Rick Knapp Coaching Tigers Pitchers Back to 1984 Form

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Rick Knapp Coaching Tigers Pitchers Back to 1984 Form
(Photo by: Dave Sandford/Getty Images)

Detroit baseball fans haven't seen this kind of outstanding pitching since the 1984 World Championship season. That season, Jack Morris (19-11), Dan Petry (18-8), and Milt Wilcox (17-8) combined for 54 victories, over half of the team's 104 wins on the season. 

Not only did starting pitching dominate opponents, the bullpen was lights out as well. At the back end of the bullpen, closer Willie Hernandez converted 32 of 33 save opportunities and posted a 1.92 ERA to slam the door shut in the ninth inning.

Hernandez wasn't the only pitcher who performed well, Aurelio Lopez went 10-1 with a 2.91 ERA and saved 14 games of his own. 

Since that 1984 season, the Tigers haven't had the great pitching they once did.

In 2008, the Tigers' pitching staff struggled as a whole, posting a team ERA of 4.90 that ranked 27th in the entire Major Leagues. There was no real bright spot for pitching in Detroit. They had 67 quality starts (26th in MLB), 857 earned runs against (26th in MLB), and 644 walks allowed (26th in MLB).
The rotation was a mess, other than rookie Armando Galarraga. Former American League Rookie of the Year, Justin Verlander, fell apart yet again in 2008. Verlander went 11-17 and gave up 195 hits in 201 innings of work.
Tigers' fans begged and pleaded for a starting pitcher as the trade deadline quickly approached. Their prayers weren't answered.
The bullpen was in shambles, expescially the back end. Detroit simply couldn't shut the door on opponents. The closer role was a mess, the Tigers had closer by committee and it didn't pan out at all.
Todd Jones, Joel Zumaya, Fernando Rodney, Kyle Farnsworth, and Freddy Dolsi all had a shot to finish out games for Detroit, and none of those players stepped up and made a mark. Fernando Rodney got the ball most of the time in the ninth inning, but went 0-6 with a 4.91 ERA and blew six saves.
The Tigers needed a change, desperately. Exit Chuck Hernandez, enter Rick Knapp.
Rick Knapp played five seasons of minor league ball with the Texas Rangers organization. He was selected in the 41st round of the 1983 draft out of Virginia Tech. He then spent 20 years in the minor leagues with the Minnesota Twins and the Rangers as a pitching coach and coordinator.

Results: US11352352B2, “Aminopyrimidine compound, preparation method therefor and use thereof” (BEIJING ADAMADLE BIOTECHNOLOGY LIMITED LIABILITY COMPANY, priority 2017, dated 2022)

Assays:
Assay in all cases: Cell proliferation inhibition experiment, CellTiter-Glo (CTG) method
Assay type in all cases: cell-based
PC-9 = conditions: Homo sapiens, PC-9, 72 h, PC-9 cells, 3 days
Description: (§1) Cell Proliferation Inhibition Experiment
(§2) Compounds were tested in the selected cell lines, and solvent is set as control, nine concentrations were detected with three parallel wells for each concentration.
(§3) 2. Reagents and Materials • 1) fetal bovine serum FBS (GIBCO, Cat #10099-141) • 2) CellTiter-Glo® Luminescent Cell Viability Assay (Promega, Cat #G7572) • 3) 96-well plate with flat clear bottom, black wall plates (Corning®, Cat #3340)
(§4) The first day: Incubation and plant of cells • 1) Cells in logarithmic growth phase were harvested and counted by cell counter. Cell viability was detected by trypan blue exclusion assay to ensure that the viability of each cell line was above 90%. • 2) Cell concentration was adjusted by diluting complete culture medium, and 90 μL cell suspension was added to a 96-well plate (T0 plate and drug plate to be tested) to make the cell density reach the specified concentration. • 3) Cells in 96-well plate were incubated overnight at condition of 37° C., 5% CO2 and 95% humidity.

His coaching career began in 1988 with the Single-A Gastonia Rangers and then moved to the Gulf Coast League Rangers from 1989-1992. After a few great seasons there, Knapp was promoted to Triple-A Oklahoma City for the 1993 and '94 seasons. 
In 1996, Rick Knapp started his twelve-year career with the Minnesota Twins as the pitching coordinator. In his time with the Twins, he worked with pitchers like; Johan Santana, Francisco Liriano, Matt Garza, Brad Radke, Kyle Loshe, Scott Baker, Kevin Slowey, and Kenny Rogers.
In his first chance as a Major League pitching coach, Knapp has delivered thus far for the Tigers and their young pitchers. Opponents batting average against the Tigers from .274 in 2008 to .249 this season. He has the pitching staff firing on all cylinders thus far in 2009, their 3.87 ERA is first in the American League and fourth in MLB.
Justin Verlander had a rocky, 0-2 start to the season, but has found his stride as of late, winning six of his last seven starts. He's improved to 6-2, and has struck out 90 batters this season, which is best in the majors. Verlander also has one complete game-shutout in 2009 so far, that's one more than 2008.
Another pitcher that has thrived under Rick Knapp is former top prospect Edwin Jackson. After posting a 19-26 record in two seasons with Tampa Bay, the Tigers made a deal to get Jackson into an Olde English 'D' jersey.
In his first season with Detroit, he is 5-3, with an ERA that ranks one of the best in the American League, 2.30. His fastball has gained about four to five MPH and his split-finger fastball has opponents off-balance.
Maybe the most important thing Rick Knapp has accomplished so far with Detroit is the development of rookie arms in Rick Porcello and Ryan Perry. Porcello, who is the third starter in Detroit's rotation, has pitched phenomenally. His 6-3 record gives him the most victories for any rookie pitcher thus far in 2009; he also has a 3.48 ERA and a 2:1 K/BB ratio.
Not only has the starting rotation performed well this season, the bullpen has nearly been flawless. Now, the solidified closer, Fernando Rodney, is 10 for 10 in save opportunities.
Hard throwing Joel Zumaya has returned to old form with a fastball in the upper-90s. That increase in velocity has helped him strike out 15 batters this season, while he only has walked two.
This is the first season in quite awhile where Detroit fans aren't hoping for a pitcher at the trade deadline. Acquiring a new starting pitcher may be the last thing on fan's minds this season as their team is playing great baseball and sitting pretty on top of the AL Central.
With the way they are playing now, we could see a repeat of 2006, as they have a good chance playing through October. This time we just hope it ends a little better.

 

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